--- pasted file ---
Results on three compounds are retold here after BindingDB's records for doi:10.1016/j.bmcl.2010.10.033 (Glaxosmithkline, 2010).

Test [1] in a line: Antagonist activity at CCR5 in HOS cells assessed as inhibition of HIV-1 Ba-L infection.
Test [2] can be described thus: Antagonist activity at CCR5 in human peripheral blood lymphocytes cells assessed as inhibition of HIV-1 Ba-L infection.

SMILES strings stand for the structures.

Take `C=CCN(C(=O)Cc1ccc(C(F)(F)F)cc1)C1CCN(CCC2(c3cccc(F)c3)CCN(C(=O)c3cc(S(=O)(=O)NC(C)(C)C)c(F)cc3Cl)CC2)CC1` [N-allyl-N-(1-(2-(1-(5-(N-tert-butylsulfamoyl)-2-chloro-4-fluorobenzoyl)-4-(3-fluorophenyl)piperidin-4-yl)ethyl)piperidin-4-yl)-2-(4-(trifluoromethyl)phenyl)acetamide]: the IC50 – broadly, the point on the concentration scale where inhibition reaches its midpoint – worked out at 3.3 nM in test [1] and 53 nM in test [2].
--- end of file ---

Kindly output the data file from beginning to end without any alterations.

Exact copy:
Results on three compounds are retold here after BindingDB's records for doi:10.1016/j.bmcl.2010.10.033 (Glaxosmithkline, 2010).

Test [1] in a line: Antagonist activity at CCR5 in HOS cells assessed as inhibition of HIV-1 Ba-L infection.
Test [2] can be described thus: Antagonist activity at CCR5 in human peripheral blood lymphocytes cells assessed as inhibition of HIV-1 Ba-L infection.

SMILES strings stand for the structures.

Take `C=CCN(C(=O)Cc1ccc(C(F)(F)F)cc1)C1CCN(CCC2(c3cccc(F)c3)CCN(C(=O)c3cc(S(=O)(=O)NC(C)(C)C)c(F)cc3Cl)CC2)CC1` [N-allyl-N-(1-(2-(1-(5-(N-tert-butylsulfamoyl)-2-chloro-4-fluorobenzoyl)-4-(3-fluorophenyl)piperidin-4-yl)ethyl)piperidin-4-yl)-2-(4-(trifluoromethyl)phenyl)acetamide]: the IC50 – broadly, the point on the concentration scale where inhibition reaches its midpoint – worked out at 3.3 nM in test [1] and 53 nM in test [2].